In this case, it was a rather informal gathering, but after a number of conversations with people in attendance (in which I was constantly aware that I was there as a representative for Denise O’Brien and the author of this blog – Kyle), I began to think of the responsibility we place on the people that represent us in public office. My role was minimal, but theirs can impact thousands of people. I also became even more cognizant of the expectations (often unrealistic and borderline selfish) that we place on them.

I continue to find myself liking Mari Culver and appreciating the sacrifices she and Chet are making in their bid for governor. She cares a great deal about her family, especially their young children, and the impact the limited, but significant, absence of their parents is making in their lives. While they have a very good support system, it appears to me that she also understands the need for balance. She is willing to travel the state and put in long days, independently of Chet, in order to be his representative, but she also knows when to say no to the travel so that she can stay home. She cares about the people that work for them, enough that she was willing to share a family dinner with them on one of the rare occasions recently when she and Chet were able to sit down as a family.

Elizabeth Edwards too seems to understand (in light of her broad range of life experiences) and emulate what it takes to be an excellent representative for an even broader group of constituencies. She lost a child in a tragic accident, she has experienced what originally could have been a life-threatening illness, she moved to Washington when her husband became a Senator, she is a successful attorney and author, and she works with him in their effort to eradicate poverty in this country. Unfortunately, that last constituency group is growing so rapidly that her sphere of influence may be increasing more than she wants. (As a brief aside, when I asked her how she and the Senator found connection with those in poverty, since they are not poor, she said, “You don’t have to experience poverty to have a kinship with the people who do.” She can say that because, while they haven’t personally experienced it, they have worked for and taken the time to get to know people who have, and that truly has impacted and energized their efforts.)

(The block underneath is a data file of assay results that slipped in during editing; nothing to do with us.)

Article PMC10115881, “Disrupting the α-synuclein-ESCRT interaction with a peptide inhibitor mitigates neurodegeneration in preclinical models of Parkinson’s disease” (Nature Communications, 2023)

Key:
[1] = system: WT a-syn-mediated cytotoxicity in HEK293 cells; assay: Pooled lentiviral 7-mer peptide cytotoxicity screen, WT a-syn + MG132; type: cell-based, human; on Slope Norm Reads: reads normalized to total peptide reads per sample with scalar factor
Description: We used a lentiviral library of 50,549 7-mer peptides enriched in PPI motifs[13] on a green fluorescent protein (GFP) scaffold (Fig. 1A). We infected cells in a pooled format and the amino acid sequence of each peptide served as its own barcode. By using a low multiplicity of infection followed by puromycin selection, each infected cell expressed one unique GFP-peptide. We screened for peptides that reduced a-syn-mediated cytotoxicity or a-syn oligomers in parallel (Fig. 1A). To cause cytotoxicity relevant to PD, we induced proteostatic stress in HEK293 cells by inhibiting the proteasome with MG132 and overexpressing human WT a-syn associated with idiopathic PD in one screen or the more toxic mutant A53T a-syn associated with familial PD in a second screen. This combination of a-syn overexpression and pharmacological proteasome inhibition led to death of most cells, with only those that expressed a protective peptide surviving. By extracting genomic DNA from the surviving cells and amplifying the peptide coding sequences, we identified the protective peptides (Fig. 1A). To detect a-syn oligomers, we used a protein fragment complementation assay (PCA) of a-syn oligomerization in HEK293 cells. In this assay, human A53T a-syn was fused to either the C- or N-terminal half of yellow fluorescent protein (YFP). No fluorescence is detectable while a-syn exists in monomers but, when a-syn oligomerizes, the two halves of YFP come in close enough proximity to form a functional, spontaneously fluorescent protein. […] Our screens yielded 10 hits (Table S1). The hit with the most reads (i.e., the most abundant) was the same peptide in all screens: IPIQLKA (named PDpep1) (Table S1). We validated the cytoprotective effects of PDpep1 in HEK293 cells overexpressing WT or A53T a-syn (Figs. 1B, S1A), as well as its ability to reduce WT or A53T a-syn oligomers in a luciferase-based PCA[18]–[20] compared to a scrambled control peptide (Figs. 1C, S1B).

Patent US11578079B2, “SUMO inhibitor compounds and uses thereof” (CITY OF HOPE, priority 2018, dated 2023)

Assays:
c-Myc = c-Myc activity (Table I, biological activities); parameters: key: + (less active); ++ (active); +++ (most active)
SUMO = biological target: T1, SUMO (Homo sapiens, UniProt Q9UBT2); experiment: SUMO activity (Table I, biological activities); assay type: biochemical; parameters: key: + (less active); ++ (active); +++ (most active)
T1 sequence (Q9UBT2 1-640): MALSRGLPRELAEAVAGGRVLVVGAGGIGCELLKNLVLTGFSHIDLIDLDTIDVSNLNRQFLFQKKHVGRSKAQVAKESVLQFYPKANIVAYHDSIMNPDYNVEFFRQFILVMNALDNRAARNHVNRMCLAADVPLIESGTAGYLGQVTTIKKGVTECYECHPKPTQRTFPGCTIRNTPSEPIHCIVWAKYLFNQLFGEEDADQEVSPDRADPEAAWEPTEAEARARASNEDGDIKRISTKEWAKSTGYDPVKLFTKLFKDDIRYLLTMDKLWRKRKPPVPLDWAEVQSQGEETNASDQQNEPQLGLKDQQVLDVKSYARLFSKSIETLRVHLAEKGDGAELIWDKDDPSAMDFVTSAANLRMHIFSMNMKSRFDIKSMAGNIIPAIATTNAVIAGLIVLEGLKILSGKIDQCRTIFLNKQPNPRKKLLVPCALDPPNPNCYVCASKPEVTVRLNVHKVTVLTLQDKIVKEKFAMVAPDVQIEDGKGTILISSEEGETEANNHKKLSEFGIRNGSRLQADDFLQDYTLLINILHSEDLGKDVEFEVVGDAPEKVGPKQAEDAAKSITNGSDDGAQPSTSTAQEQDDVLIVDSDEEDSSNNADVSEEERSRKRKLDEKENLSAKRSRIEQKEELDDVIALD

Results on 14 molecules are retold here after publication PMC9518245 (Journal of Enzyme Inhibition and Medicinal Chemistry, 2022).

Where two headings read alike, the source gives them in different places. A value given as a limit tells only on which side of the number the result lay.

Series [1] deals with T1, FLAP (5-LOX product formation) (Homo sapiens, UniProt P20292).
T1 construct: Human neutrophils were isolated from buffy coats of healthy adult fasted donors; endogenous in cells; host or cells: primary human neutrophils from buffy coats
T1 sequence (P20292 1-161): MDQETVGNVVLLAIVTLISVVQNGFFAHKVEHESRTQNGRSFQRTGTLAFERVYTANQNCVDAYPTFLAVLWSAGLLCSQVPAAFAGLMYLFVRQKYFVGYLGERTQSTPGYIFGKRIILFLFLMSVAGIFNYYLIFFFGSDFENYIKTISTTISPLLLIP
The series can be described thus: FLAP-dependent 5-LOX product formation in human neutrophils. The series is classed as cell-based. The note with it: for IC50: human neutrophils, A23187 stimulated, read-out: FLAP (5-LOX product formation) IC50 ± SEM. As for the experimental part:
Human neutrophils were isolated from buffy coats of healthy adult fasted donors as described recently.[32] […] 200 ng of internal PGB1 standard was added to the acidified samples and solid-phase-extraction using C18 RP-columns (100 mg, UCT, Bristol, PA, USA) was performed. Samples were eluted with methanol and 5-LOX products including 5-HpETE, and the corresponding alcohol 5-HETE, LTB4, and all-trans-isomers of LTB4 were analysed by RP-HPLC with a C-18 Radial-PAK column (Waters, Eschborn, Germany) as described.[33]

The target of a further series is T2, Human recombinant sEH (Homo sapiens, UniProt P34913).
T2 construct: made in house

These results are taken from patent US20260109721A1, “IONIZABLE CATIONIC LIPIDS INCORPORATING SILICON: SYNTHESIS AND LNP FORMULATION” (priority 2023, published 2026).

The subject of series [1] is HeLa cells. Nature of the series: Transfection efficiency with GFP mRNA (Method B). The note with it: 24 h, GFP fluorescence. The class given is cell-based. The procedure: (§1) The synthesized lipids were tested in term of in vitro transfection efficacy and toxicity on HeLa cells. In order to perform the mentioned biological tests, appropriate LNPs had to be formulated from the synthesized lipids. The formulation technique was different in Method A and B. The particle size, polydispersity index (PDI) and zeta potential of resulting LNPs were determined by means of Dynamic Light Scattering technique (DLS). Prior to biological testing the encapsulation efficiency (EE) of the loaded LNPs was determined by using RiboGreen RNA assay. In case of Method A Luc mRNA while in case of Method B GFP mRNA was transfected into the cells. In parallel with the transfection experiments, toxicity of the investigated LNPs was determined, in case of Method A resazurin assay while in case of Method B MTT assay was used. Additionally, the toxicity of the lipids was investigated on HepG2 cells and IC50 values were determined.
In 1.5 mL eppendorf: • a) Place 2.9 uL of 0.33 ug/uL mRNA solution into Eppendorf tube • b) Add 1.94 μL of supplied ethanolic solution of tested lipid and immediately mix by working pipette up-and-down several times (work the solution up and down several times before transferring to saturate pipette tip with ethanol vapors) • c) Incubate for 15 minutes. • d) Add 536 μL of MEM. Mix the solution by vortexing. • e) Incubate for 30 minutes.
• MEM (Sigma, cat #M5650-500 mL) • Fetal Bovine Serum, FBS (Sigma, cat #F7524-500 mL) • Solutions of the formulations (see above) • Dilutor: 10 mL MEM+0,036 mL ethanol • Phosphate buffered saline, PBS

Both of these women are strong, intelligent, interesting and passionate individuals who have committed themselves to a life that they hope will make things better for many of the people they come in contact with—they want justice. Equally as important, both of these women expressed the need to have a strong support network, for their own personal support and in order to allow them to do the job set before them.

I have not yet read Elizabeth Edwards’ book, but she said the basic theme is connection and community. In places both expected and unexpected, she often found comfort, support, laughter, understanding and a willingness to join her in places of sorrow, fear, happiness and peace. The point may be that she was willing to look for and accept the help when she needed it and offered the same when she could.

Lots of politicians and public figures talk about community – the need for it and the value of it in our lives. Elizabeth Edwards connected with hairdressers and medical personnel, along with family and close friends. She looked for any and every opportunity where there were common points of contact and that led to meaningful exchanges. Sometimes, I believe she just made the opportunity happen. Some of the connections lasted moments, some will last her whole lifetime. Most have made her a better and richer person. All have taught her lessons – some with lasting and significant value, and others have helped her get through a certain period of time.

Along with expecting our public representatives to advocate for justice in all levels of government, it is my great hope that we too take responsibility to work for justice. I hope we learn, or remember, to become better neighbors again and that the word “community” isn’t just a political, “touchy-feely” buzzword. It takes a little more time, but it may lead us to “be the change you want to see in the world.” (Mahatma Gandhi).